The Hydroxychloroquine Controversy: Half 2
[Editor’s Note: In The Hydroxychloroquine Controversy: Part 1, we learned the initial limitations of HCQ. In part we’ll learn the contraindications for HCQ.]
The cure is worse than the disease
The potential risk / benefit ratio of introducing off-label prescription drugs for a new, as yet incompletely understood disease must be carefully weighed.
Hydroxychloroquine (HCQ) is a powerful immunomodulator and immunosuppressant. This is one of the reasons for its use in autoimmune diseases such as arthritis. However, the drug’s immunosuppressive effects are still a wild card when it comes to COVID-19. Further research is required before further safety and effectiveness claims are made.
Although the exact mechanism of action is unknown, HCQ can suppress the function of the immune system and possibly cause an immune deficiency in a patient who needs an optimally functioning immune system, especially with a disease like COVID-19.
The recovery rate for COVID19 is currently estimated at 99.8 percent, which leaves 0.2 percent for mortality. It was found that 99 percent of severe and critical cases are people with one to three pre-existing comorbidities. The average age of those affected by COVID-19 is 83 years.
People with chronic underlying diseases like cardiovascular disease, diabetes, COPD, asthma, cancer, and other debilitating diseases are among the most at risk. The risk of infection of any kind, including COVID-19, is significantly higher for this immunocompromised segment of the population. They are also more likely to experience serious and potentially fatal side effects when subjected to experimental treatments.
It is imperative that the drugs approved to treat COVD-19 patients are carefully selected and monitored for contraindications and possible side effects that may prove harmful rather than therapeutic.
Several “in vitro” studies have claimed success in inhibiting viral replication of the SARS-CoV-2 virus with HCQ and ramdesivir. Ramdesivir has been readily accepted by many without critical assessment of what these results actually mean. Successful in vitro inhibition of the virus does not predict clinical efficacy and certainly does not automatically lead to a cure.
Hydroxychloroquine increases the QT interval. The drug can cause serious complications in patients with conditions that may increase the risk of QT prolongation, including congenital long QT syndrome, bradycardia, AV block, heart failure, stress-related cardiomyopathy, myocardial infarction, stroke, hypomagnesaemia, hypokalaemia, or hypocalcemia in patients receiving medications known to increase QT intervals or cause electrolyte imbalances.
In cases where cardiotoxicity is suspected, immediate discontinuation of HCQ can prevent life-threatening cardiac complications. Concomitant use of drugs such as tamoxifen, lopinavir, azithromycin, ciprofloxacin, and risperidone should be considered with caution due to the increased risk of QT prolongation.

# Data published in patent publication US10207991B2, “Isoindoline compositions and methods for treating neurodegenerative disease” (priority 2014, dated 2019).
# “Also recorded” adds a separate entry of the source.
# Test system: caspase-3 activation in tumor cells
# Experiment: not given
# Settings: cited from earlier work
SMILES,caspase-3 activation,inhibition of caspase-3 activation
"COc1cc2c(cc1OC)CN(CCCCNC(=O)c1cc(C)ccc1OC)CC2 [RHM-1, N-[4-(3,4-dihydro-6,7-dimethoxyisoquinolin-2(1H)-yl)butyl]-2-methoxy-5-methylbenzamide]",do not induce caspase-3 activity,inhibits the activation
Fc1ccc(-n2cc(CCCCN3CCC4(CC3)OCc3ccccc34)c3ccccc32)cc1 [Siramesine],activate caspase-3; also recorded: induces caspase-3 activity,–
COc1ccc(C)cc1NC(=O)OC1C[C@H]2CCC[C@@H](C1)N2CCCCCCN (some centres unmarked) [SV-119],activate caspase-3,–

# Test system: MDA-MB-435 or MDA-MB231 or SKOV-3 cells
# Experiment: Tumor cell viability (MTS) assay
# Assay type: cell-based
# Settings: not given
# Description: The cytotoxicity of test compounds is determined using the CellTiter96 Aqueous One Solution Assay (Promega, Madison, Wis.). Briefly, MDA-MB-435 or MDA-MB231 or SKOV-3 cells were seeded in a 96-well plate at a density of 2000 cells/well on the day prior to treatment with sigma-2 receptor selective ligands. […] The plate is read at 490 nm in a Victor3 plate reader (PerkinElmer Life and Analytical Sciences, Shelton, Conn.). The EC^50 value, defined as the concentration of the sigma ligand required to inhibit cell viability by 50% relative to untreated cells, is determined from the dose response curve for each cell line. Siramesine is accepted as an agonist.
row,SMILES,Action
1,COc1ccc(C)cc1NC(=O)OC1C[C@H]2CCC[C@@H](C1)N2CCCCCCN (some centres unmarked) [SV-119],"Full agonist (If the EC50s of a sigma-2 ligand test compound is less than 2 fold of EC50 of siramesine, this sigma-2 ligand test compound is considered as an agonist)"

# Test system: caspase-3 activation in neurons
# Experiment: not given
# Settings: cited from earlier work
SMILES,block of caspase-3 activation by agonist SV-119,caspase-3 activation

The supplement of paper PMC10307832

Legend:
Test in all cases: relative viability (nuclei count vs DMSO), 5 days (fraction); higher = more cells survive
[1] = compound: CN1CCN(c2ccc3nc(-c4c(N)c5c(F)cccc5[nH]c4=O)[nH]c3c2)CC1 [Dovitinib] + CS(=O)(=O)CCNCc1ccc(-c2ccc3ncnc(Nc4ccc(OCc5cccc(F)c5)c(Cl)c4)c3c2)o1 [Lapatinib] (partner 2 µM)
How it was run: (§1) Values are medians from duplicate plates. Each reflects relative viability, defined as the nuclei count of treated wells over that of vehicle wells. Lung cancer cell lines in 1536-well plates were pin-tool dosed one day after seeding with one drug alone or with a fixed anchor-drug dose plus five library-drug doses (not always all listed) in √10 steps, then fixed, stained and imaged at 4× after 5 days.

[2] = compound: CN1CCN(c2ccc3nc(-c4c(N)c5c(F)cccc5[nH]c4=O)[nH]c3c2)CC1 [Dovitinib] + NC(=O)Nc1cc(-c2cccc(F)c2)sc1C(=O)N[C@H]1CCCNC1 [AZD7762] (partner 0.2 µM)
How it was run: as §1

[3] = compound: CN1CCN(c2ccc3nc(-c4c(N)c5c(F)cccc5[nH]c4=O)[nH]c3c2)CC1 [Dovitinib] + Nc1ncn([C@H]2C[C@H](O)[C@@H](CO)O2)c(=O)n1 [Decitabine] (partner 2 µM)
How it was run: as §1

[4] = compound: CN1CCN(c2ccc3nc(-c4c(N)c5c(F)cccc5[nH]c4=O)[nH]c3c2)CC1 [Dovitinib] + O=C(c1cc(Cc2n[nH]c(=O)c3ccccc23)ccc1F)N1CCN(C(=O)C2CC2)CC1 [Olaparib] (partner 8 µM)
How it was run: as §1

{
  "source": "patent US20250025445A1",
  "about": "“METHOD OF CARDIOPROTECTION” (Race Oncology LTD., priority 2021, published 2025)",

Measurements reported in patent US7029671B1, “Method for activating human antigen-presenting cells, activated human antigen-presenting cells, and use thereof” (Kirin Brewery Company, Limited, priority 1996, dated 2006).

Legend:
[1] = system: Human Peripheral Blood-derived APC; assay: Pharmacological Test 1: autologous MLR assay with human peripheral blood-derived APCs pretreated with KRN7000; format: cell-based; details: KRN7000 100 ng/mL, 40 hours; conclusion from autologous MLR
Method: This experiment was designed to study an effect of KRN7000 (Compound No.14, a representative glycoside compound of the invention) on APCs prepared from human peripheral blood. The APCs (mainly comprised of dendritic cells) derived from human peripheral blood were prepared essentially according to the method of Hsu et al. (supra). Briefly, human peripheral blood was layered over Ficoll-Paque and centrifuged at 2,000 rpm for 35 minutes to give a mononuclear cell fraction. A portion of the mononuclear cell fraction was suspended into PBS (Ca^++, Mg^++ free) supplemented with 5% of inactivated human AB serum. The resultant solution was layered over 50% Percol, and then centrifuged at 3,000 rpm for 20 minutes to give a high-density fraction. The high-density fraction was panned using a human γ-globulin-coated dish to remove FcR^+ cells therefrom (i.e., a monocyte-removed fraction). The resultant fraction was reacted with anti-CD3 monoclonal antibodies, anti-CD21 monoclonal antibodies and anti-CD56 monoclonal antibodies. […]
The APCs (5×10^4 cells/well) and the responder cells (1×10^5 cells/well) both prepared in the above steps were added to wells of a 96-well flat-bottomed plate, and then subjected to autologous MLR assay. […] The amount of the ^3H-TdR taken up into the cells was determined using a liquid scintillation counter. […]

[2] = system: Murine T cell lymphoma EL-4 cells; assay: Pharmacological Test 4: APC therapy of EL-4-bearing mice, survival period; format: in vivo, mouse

The drug must be used with caution in patients with hypoglycemia or diabetes mellitus. Hydroxychloroquine can cause severe, life-threatening hypoglycaemia in patients treated with or without antidiabetic drugs.
Monitoring blood glucose and adjusting treatment as needed is critical in patients with clinical symptoms of hypoglycaemia during treatment with hydroxychloroquine.
Hydroxychloroquine can cause eye toxicity. In some cases, severe irreversible retinal damage occurs when used in daily doses greater than 6.5 mg / kg. The risk of contraindications is particularly high in patients with pre-existing macular disease.
Hydroxychloroquine should be used with caution in patients with liver disease, a history of alcoholism, or in association with known hepatotoxic medicinal products, and the dosage should be adjusted accordingly, and regular blood tests will be performed to monitor for possible abnormalities.
HCQ is a powerful drug that can cause significant neuropsychiatric side effects. known as “psychosis after chloroquine” and thoughts of suicide – an aspect that must not be overlooked and taken into account in individual cases.
Severe reactions to hydroxychloroquine include:
- Liver failure
- Suicidal ideation
- Macular degeneration
- Visual impairment
- ventricular tachycardia
- Ventricular fibrillation
- AV block
- and seizures.
The drug can cause mild to moderate side effects such as photophobia, nausea, vomiting, diarrhea, headache, tremors, dizziness, and fatigue.
Due to the risk of haemolysis, hydroxychloroquine is also contraindicated in patients with glucose-6-phosphate dehydrogenase deficiency (G6PD deficiency).
Despite common sense and the abundance of well-documented horrific side effects, HCQ is relentlessly touted as a cure for COVID-19.
HCQ can cause serious reactions and complications in people without any obvious chronic health problems. The most vulnerable populations are those with comorbidities. Patients with cardiovascular disease, COPD, and asthma top the list.
Individuals with underlying cardiovascular disease could be at greater risk of inappropriate blood clot formation, which is seen in COVID-19 patients. This can lead to serious complications such as pulmonary embolism and even death.
Hydroxychloroquine, which is known to prolong the QT interval, can cause cardiac toxicity and cardiomyopathy. This could make the person’s condition even worse and worsen their underlying illnesses.